By Andy Reinhardt and Roger Crockett Investors in handset-making giant Nokia (NOK) got a lot to cheer about on Sept. 13, when it raised sales and profit forecasts for the third quarter and introduced a new product for mobile e-mail called Nokia Business Center that's aimed right at Research in Motion's (RIMM) popular BlackBerry wireless paging service.
What's behind the rosier outlook? Nokia is benefiting from rising global demand, especially in the developing world, and prices aren't dipping as much as the Finnish phone maker previously feared. Average prices will still be down from a year ago (when they averaged $140, according to Nomura Securities), but they'll drop less than Nokia earlier warned, thanks to "relatively firm pricing," Nokia says, and a geographical mix that favors higher-price models.
Third-quarter sales will be 8.4 billion euros to 8.5 billion euros ($10.3 billion to $10.5 billion), compared with a prior forecast of 7.9 billion euros to 8.2 billion euros, Nokia says. Earnings will be 18 euro cents to 19 euro cents a share, up from a prior estimate of 14 euro cents to 17 euro cents. In net profit terms, that equates to $1.07 billion, up 31% from the same quarter a year earlier.
A RISING TIDE. As demand in less-developed markets surges, and more young people jump on the wireless-calling bandwagon, the number of new mobile-phone users is on track to set a record this year, says London-based researcher Informa Telecoms & Media. Net additions will leap to 380 million this year from last year's record of 335 million, Informa says. However, access fees are tumbling in fast-growing markets, such as Nigeria and Mexico. But in other markets, where a higher percentage of the population already owns cell phones, carriers are succeeding in getting more devices into the hands of the under-14 set, according to Informa.
Nokia isn't the only handset maker benefiting from higher demand. Motorola (MOT), the No. 2 cell-phone maker, is also getting a lift. Both companies nabbed market share from smaller operators such as Samsung in the second quarter and are likely to keep up the pressure in the second half, say analysts and company executives alike. Nokia says it expects volumes "to grow somewhat faster than the overall market during the quarter."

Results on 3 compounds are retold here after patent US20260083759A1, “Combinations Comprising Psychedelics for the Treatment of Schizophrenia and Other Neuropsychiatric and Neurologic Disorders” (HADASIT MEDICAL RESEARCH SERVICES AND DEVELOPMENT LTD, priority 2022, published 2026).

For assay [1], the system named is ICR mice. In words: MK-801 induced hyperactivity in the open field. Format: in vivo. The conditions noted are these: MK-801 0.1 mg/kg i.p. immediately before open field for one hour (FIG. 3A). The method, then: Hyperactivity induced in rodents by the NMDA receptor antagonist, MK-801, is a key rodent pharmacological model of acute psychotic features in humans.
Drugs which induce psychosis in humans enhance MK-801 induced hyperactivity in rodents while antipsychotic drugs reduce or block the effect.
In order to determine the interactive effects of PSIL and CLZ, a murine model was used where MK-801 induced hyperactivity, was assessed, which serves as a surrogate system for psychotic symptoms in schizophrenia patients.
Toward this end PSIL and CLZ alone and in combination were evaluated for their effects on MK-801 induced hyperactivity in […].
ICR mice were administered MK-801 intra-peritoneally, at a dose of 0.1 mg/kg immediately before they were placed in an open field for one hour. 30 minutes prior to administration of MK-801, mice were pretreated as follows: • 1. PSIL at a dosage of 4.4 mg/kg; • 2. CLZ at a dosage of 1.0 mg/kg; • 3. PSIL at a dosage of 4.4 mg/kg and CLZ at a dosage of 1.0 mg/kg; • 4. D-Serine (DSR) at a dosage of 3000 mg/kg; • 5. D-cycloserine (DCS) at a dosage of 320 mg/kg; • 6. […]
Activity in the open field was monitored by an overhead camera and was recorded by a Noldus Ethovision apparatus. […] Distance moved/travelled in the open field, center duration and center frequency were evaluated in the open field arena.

For Motorola, the secret is in the handset lineup, and lately it's all about music and sleek styles. While it doesn't have all the capacity for storing songs as a comparable model from Nokia, Motorola's just-released Rokr phone featuring Apple (AAPL) iTunes is expected to grab a fair chunk of sales, especially in the U.S., this fall. According to JP Morgan, Motorola believes fourth-quarter Rokr shipments could be in line with year-earlier figures for the half-inch thick Razr, Motorola's it-phone for 2004, which shipped about 750,000 units in the period. Motorola's music-playing phone is being carried by Cingular Wireless, the largest U.S. wireless-service provider.
TRENDY APPEAL. And that's just the beginning, says Motorola CEO Ed Zander. A whole family of music phones is on the way -- some might hold more than 100 songs, he told BusinessWeek Online in a phone interview. "I think the Rokr merges some of the very best music software and hardware in mobile audio," he says. "There will be follow-ons to Rokr -- not only in the U.S. but in other countries."
Still, the real stimulus for Motorola's near-term sales growth continues to be the Razr. JP Morgan has bumped estimates for fourth-quarter phone sales to $6.02 billion, up $624 million over its previous estimates. Razr sales are expected to hit 6 million units by the end of September and 10 million before yearend. Demand for high-end phones, such as the $199 Razr and the $250 Rokr, are buoying Motorola's average sale price, currently about $145.
While Nokia's average selling price tends to be lower owing to sales in developing markets, the company hasn't taken its eye off higher-end phones. After a stumble in the first half of last year, Nokia has moved quickly to bring out more models that appeal to status- or trend-conscious buyers. Its new N-Series devices, which include a camera phone with a Karl Zeiss lens and a music phone, are starting to ship and should help results in the fourth quarter.
BUSINESS BOOST? Nokia is also getting a bit of a boost from 3G phones, now that the speedy next-generation wireless networks are finally up and running in scores of countries around the world. Nokia's 6630 is the best-selling 3G phone around, and its market share in 3G, after lagging badly behind its overall share, jumped smartly in the last quarter.
Now, with the Nokia Business Center mobile e-mail software, Nokia aims to enhance its appeal to business users. And analysts say it may be stepping up pressure on Research in Motion. While Nokia still has to prove it can erode the BlackBerry's popularity, rising demand in developing markets and heavy buying by younger users suits the Finnish phone maker -- and its shareholders -- just fine.
Reinhardt is a correspondent in BusinessWeek's Paris bureau, and Crockett is deputy bureau chief in Chicago